[Ghana] INTERPOL trains Ghanaian officers on how to track criminals, identify potential victims
An INTERPOL operation saw thousands of checks carried out against its global databases in order to strengthen efforts against cross-border crime.
The five-day (19 – 23 July) Operation STOP (Smuggling Training and Operations Programme) included training provided to 20 frontline officers to optimize the use of INTERPOL’s policing capabilities – including its criminal and stolen and lost travel documents databases – to better track the movement of criminals and identify potential victims.
After the training session, officers from various enforcement services including Aviation Security, Customs, Immigration, Narcotics and Ghana’s INTERPOL National Central Bureau were deployed to Accra Airport where they carried out almost 33,000 checks against INTERPOL’s databases.
In this respect, the detection from a passenger manifest of a Nigerian national wanted internationally under a Red Notice issued by Spain on human trafficking charges further underlined the role of INTERPOL’s policing tools to help secure borders by identifying wanted individuals.
The hit on the Spanish Red Notice was generated by checking names and passports against INTERPOL’s databases using I-Batch, an application that processes bulk data from passenger manifests in a very short time.
“The pandemic has not stopped crime. It’s rather the opposite: criminals are often a step ahead, travelling continuously, they have maintained their illegal business and that is why we all need to enhance our action and collaboration. Training and the operational use of INTERPOL’s databases is crucial to enhance the capacity of all officers, build a great network and exchange information quickly and effectively,” said Ghana’s Commissioner of Police, Isaac Ken Yeboah.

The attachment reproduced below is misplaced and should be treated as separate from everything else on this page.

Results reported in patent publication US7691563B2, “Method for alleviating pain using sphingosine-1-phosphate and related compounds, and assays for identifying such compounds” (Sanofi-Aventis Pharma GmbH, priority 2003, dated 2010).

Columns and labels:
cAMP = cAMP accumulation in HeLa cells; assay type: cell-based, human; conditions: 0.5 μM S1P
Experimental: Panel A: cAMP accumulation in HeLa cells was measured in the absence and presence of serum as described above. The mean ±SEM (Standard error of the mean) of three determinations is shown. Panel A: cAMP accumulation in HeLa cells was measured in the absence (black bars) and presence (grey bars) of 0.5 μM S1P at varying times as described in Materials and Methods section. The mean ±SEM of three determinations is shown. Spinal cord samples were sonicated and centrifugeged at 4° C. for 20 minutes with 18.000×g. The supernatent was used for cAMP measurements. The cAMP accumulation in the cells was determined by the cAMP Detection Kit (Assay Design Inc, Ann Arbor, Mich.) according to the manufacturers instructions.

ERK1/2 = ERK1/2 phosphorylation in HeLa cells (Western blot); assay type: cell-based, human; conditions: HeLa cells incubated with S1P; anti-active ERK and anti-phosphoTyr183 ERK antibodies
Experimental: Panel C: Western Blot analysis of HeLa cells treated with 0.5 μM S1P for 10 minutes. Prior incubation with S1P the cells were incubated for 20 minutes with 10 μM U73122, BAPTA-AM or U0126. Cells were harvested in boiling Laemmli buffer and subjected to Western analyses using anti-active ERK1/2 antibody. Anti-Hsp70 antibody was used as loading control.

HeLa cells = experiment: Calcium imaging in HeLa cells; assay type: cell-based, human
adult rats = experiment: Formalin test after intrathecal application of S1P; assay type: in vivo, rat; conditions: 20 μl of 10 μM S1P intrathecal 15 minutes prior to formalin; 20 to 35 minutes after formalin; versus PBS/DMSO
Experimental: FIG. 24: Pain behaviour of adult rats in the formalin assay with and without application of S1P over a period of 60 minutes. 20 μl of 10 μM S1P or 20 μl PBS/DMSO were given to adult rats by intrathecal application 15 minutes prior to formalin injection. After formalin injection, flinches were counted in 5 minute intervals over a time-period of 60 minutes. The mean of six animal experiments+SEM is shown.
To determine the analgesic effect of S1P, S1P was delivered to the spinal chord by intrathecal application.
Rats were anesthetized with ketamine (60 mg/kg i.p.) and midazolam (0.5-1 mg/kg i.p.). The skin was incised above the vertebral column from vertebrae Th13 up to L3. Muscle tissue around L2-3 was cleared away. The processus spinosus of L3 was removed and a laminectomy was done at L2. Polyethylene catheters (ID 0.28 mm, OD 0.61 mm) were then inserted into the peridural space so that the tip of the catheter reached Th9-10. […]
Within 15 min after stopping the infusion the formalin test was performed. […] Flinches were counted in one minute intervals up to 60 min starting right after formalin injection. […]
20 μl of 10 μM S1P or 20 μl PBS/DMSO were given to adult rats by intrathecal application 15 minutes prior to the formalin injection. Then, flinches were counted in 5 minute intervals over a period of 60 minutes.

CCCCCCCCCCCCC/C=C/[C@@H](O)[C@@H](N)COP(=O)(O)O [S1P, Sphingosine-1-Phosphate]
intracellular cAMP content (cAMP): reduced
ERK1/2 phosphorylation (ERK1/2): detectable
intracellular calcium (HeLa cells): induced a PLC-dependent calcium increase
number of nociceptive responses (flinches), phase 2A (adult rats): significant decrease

INTERPOL’s Director of Operational Support and Analysis, Cyril Gout, said: “Operation STOP is important in strengthening the ability of officers to combat irregular migration and cross-border crimes which can threaten national and regional security. Providing training on crime-specific skills which are then put into practice in the field is vital when carrying out border checks against INTERPOL databases which provide information in real-time, allowing officials to identify and detain potential criminals on the spot.”
At the heart of Operation STOP is the provision and extension of access for enforcement officers at strategic border points to INTERPOL’s secure global police communications network, I-24/7, with the use of its mobile technology allowing frontline officers to run instant checks against INTERPOL’s databases.